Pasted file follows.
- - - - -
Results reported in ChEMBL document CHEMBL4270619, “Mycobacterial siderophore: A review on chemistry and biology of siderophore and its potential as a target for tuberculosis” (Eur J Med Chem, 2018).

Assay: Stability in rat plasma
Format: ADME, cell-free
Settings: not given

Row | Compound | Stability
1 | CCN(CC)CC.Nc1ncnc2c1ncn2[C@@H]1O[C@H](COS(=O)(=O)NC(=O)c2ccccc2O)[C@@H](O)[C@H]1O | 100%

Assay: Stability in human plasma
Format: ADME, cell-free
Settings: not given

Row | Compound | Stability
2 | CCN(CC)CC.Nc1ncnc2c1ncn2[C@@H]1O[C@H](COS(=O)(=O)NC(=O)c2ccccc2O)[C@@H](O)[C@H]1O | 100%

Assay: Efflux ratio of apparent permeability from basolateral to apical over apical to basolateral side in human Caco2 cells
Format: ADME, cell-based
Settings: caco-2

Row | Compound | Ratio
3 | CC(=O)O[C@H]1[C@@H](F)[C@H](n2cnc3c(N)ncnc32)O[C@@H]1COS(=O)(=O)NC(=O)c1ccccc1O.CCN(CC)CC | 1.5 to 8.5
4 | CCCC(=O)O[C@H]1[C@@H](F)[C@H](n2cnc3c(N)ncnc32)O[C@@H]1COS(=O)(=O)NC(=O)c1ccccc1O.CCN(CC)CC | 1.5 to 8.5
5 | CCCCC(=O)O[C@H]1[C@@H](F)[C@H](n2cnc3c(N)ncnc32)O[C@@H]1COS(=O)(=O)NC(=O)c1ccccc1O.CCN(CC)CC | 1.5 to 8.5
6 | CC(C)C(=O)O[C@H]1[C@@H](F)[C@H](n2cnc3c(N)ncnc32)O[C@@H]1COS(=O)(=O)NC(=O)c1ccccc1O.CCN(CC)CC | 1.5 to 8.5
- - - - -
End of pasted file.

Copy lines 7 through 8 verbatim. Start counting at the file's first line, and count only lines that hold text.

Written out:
Assay: Stability in human plasma
Format: ADME, cell-free